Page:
FeaturesTim Sutton

Danny Thompson

FeaturesTim Sutton
Danny Thompson

50+ years in the making, it is a story of obsession, glory,

achievement and tragedy. And it’s about family.

Thompson Archive

Thompson Archive

Thompson Archive

Thompson Archive

Thompson Archive

Thompson Archive

Thompson Archive

Thompson Archive

The Bonneville Salt Flats have been calling out a challenge to

hotrodders since the 1920’s. This otherworldly landscape is the

place to test machinery, ingenuity and it’s the place to test

yourself. That call crossed continents and oceans. In the 1930’s

the British made several all-out efforts to break the 400mph

barrier, using huge amounts of money, massive 12cyl. airplane

engines and the best engineers available, mostly culled from the

aviation industry. None could break the magic number, though

after the war speed legend John Cobb came painfully close with a

394.196mph run in 1947. This record held for years.

 

A Southern California hotrodder named Mickey Thompson

considered this a personal insult. MT kept a frantic schedule

throughout the 1950’s, competing and innovating in drag racing,

road racing and speed trials. He held numerous records and

became one of the top builder/drivers. He also had the gift of

promotion and was able to attract sponsorship of various types at

a time when that was a rare luxury. As the ‘50s closed in on the

‘60s, MT came up with what would be his biggest challenge yetto

go for the outright land speed record and break the 400mph

barrier. And he would do it like the home garage hotrodder that he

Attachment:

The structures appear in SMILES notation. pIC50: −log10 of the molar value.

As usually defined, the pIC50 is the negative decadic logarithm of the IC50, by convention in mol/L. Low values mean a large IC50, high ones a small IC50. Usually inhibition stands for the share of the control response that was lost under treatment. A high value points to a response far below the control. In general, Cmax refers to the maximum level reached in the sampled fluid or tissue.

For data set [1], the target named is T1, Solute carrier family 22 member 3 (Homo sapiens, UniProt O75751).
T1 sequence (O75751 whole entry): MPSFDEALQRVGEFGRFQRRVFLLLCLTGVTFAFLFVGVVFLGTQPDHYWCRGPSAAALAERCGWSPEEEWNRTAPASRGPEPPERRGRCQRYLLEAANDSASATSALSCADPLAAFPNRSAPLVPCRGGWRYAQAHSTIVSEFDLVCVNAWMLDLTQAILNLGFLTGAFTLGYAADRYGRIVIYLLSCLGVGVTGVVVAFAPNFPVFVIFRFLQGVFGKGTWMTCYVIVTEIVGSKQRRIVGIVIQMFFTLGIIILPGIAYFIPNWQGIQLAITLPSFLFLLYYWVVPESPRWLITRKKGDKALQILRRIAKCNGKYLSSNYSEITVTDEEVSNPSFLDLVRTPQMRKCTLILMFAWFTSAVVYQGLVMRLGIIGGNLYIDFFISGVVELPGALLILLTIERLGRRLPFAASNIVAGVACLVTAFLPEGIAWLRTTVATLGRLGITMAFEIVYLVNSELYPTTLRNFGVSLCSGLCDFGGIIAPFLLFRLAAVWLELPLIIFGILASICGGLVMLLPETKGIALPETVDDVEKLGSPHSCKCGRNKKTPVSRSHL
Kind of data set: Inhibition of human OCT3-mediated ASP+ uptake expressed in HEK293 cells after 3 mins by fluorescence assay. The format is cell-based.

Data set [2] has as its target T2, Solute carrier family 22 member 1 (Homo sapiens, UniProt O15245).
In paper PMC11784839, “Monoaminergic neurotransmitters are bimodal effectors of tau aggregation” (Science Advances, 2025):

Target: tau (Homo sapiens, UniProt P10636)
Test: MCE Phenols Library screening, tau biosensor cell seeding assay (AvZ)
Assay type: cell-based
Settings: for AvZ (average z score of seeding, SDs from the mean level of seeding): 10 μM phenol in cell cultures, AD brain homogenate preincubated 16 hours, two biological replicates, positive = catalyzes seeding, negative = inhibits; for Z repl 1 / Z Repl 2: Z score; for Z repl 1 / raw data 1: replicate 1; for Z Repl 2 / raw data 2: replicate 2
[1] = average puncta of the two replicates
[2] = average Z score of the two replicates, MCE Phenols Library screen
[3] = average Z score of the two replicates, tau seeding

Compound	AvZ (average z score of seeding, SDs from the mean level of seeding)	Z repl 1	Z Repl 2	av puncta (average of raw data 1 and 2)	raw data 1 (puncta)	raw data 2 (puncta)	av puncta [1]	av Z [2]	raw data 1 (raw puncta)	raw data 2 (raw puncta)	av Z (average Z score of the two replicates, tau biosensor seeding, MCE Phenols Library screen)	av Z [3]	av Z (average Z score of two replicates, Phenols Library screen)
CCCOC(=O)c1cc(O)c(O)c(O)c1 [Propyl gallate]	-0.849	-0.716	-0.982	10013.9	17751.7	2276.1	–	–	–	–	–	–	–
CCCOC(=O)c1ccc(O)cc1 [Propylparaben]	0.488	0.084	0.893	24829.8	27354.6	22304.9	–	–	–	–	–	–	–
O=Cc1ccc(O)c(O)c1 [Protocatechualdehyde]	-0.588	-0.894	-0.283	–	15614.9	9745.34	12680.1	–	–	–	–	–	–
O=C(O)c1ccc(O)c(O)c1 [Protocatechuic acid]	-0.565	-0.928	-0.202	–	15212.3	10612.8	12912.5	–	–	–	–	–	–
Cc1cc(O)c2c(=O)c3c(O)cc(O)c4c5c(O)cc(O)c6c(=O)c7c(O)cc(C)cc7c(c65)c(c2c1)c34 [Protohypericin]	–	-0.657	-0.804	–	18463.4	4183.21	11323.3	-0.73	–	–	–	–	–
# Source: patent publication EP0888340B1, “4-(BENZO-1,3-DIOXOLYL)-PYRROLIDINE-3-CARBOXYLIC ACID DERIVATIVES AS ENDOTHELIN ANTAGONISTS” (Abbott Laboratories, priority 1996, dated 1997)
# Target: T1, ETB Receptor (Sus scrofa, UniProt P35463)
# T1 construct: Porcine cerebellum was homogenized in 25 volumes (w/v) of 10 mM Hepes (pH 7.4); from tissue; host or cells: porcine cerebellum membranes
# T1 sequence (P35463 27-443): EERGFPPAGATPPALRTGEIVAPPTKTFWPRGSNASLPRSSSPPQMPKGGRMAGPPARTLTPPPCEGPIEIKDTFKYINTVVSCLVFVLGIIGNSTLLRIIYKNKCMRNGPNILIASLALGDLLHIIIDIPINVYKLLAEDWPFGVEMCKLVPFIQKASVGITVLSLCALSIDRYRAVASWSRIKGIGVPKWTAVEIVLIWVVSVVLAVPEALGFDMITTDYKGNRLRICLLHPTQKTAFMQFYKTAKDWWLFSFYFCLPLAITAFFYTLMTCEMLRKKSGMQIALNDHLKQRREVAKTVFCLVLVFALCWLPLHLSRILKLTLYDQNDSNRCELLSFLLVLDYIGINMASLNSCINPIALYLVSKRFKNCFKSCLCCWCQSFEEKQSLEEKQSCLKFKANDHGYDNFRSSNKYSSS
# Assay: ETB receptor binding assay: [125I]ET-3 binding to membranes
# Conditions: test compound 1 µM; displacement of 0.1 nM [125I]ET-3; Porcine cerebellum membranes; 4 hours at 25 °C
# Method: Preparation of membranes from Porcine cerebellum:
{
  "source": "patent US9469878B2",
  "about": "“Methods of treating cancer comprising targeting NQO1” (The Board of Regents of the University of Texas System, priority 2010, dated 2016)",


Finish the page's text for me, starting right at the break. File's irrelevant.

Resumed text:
was. With ace engine builder, fabricator and partner-in-crime Fritz

Voigt at his side, the two rodders opened a couple of beers and

chalked out the basic car architecture on the floor of MT’s

garage. Four Pontiac V8’s. All-wheel drive. A wide and low

streamliner and a complicated transfer system to get all four

motors synched up and power to the ground.

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Thompson Archive

Thompson Archive

Thompson Archive

Thompson Archive

Thompson Archive

MT put together a crew of self-taught builders and the plan took

shape. Working nights after work and weekends, the Challenger I

rose from the garage floor. Finished in beautiful hand-pounded

body panels, the blue streamliner was ready for the Bonneville

salt for the 1959 speed week. Tires were always a weak

component for land speed cars and MT had convinced Goodyear

to come up with special rubber to withstand the extreme forces.

MT had become obsessed with taking the record away from the

British. When the stunning Challenger I hit the salt, it proved very

fast, faster than any home- built hot rod ever, managing a

blistering two-way average of 330.51. Mickey Thompson was the

fastest American driver, ever, but Cobb’s record eluded him.

Bolting superchargers onto all four Pontiacs seemed like the

formula to put the car past the magic number. Returning in 1960,

Thompson pushed the improved and more brutal Challenger I to a

one-way pass of 406.6 mph. Suffering a breakage on the return